If the tide turned back to Parliamentarianism, the Montagu and Pepys families are perhaps especially at risk as they could be accused of being turncoats (although that maybe wasn't unusual). So don't put Mrs Pepys in a Montagu household, where she might get caught up in a house arrest. Don't keep her in town with family members, where she might be out visiting friends when the signal to run was received. Much better (if she is willing) to plant her out of town along the road down which the family might have to retreat, with the family valuables in her safekeeping.

Yesterday they visited Mr Pepys Senior, and could have picked up valuables. She would hardly have been sent off with them without escort -- and we were told yesterday that Will Bowyer is going with her. If he couldn't, is the trip booked for Saturday so that Sam himself could go, and get back again for work on Monday?

On the other hand, an escort might have been provided routinely, without there being valuables involved. It could be natural to say goodbye to the senior Pepyses. Huntsmore is on the way West, are there any Pepys roots there? And this is a private diary written in code of a sort, so concealment of motives seems unnecessary.

Pauline  •  Link

Elizabeth in flight or in danger?
I would guess that arrangements have been made for Elizabeth to board with the Bowyers because it is not "proper" for a young woman of her class (as Sam's wife, the striving-to-better-themselves class) to reside alone while her protective male (father, brother, husband, guardian) is away in service to the navy. Sam is going to live on a ship.

The Bowyers were probably chosen for some of the following reasons: they were friends of Elizabeth, they had room for Elizabeth and her maid and her dog, they had many daughters, they wanted her, Sam wanted her to be happy wherever she was going to be, it was considered healthful to be in the country, women of a the better classes often lived in the country, times are in transition and there are soldiers in London. I don't think she was in any danger as the wife of the secretary of the commander of the fleet.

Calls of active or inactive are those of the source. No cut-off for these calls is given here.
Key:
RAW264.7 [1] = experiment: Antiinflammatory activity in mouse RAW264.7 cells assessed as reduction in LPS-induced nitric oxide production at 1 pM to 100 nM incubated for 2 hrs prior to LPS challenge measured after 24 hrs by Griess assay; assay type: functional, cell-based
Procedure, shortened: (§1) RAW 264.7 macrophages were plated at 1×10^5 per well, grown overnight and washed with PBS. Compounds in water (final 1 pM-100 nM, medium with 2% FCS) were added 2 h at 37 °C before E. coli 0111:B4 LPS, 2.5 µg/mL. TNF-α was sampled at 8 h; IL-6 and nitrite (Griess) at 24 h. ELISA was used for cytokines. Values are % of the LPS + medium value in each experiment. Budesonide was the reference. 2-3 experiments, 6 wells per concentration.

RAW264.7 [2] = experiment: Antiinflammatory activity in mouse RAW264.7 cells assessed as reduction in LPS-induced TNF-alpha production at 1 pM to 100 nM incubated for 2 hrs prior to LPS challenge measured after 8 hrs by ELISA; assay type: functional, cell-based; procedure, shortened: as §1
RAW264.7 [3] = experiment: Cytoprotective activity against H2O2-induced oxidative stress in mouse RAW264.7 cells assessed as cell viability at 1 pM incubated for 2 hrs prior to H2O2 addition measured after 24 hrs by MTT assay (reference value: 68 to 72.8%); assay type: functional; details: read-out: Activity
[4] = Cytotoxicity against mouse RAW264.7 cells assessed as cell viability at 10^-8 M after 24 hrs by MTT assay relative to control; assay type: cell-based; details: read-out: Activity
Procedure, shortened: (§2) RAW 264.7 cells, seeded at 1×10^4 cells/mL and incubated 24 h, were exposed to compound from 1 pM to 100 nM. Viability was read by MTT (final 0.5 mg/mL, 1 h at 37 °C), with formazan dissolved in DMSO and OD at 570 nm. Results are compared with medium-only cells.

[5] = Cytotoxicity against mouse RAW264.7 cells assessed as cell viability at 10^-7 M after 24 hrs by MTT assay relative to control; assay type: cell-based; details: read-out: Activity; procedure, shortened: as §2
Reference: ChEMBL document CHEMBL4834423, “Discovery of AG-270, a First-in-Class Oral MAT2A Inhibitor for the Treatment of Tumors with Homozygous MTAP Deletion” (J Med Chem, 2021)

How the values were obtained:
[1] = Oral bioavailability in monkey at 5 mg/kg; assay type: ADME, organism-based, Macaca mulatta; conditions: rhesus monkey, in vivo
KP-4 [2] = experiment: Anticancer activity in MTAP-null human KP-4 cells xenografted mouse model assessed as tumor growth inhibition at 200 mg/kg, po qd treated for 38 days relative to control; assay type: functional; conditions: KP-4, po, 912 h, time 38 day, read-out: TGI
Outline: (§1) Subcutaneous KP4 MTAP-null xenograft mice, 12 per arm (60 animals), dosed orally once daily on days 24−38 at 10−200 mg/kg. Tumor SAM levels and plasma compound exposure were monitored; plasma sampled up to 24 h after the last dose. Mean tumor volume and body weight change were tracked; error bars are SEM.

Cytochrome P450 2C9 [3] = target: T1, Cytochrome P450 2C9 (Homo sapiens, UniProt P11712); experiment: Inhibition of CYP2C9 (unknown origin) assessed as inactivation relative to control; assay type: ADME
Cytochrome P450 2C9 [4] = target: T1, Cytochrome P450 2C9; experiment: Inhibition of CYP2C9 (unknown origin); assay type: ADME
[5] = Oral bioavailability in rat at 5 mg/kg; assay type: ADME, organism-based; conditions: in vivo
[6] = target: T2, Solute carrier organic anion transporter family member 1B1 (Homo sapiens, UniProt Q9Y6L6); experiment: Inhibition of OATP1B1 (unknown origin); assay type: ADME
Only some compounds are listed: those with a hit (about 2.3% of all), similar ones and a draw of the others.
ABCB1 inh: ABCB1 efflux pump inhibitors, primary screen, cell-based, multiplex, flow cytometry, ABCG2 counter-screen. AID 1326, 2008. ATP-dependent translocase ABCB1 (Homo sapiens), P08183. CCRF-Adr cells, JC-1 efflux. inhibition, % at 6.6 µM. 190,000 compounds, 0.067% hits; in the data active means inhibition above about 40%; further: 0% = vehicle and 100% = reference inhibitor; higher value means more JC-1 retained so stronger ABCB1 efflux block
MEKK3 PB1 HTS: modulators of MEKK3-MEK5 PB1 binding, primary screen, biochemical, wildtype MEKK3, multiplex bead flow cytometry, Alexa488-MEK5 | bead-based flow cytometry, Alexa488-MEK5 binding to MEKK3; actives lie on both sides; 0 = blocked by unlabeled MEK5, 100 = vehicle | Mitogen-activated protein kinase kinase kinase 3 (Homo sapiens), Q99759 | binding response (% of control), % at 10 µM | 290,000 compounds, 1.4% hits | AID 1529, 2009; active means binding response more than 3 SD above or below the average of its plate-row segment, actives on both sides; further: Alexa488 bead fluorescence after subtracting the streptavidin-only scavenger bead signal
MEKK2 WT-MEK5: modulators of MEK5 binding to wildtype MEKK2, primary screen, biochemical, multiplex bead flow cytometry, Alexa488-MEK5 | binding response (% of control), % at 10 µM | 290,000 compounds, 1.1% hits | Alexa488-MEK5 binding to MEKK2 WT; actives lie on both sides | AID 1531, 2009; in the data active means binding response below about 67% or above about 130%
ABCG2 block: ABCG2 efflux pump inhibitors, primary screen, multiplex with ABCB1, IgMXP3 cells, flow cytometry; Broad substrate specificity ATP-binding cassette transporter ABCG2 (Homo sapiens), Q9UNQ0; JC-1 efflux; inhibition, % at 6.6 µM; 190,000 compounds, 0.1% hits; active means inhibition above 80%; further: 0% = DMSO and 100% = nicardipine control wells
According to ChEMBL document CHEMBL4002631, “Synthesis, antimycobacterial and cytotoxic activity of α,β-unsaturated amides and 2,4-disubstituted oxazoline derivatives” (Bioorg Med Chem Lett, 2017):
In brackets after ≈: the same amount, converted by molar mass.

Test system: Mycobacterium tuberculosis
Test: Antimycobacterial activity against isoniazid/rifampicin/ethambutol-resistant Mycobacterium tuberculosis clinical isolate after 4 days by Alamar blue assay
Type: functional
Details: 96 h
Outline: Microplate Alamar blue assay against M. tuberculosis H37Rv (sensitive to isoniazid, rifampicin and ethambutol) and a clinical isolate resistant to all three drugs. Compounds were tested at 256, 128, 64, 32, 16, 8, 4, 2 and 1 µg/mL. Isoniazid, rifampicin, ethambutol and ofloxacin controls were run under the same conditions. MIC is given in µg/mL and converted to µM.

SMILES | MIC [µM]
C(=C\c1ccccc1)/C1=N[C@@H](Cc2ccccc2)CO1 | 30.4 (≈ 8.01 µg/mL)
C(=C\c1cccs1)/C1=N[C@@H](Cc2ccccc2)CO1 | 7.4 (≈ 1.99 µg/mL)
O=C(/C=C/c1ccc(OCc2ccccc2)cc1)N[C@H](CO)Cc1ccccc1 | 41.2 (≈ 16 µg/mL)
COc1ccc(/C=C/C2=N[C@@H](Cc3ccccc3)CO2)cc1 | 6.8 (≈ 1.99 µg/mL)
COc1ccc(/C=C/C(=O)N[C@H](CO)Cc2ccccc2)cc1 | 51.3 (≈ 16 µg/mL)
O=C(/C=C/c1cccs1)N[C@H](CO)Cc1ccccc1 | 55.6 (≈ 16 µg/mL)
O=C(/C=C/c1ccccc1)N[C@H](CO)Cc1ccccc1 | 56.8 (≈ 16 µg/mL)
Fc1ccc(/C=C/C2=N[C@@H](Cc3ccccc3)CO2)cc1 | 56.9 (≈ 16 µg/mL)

michael f vincent  •  Link

"bade adieu in bed to the company of my wife " private, first things first.
i a gioia, thanks
Safety and stench:
Remember- Its not a done deal yet lots of pitfalls, so care has to made cover ones derriere. Politics are still very volatile. The streets are not that safe.

Lisa  •  Link

"I did before I went out with my wife, seal my will to her, whereby I did give her all that I have in the world, but my books which I give to my brother John, excepting only French books, which my wife is to have."
Two days ago he said he was giving all his books to John. Perhaps Elizabeth reminded him she might like to have the books written in her native language, French.

Terry Foreman  •  Link

Of the five wills Pepys made in the period of the diary (this being the first), no trace apparently remains. (L&M footnote)

Autumnbreeze Movies  •  Link

Am I wrong in thinking that English would've been the native language of Elizabeth Pepys's Irish mother and so it was also Elizabeth's native language, as well as French after her father and her stay in France?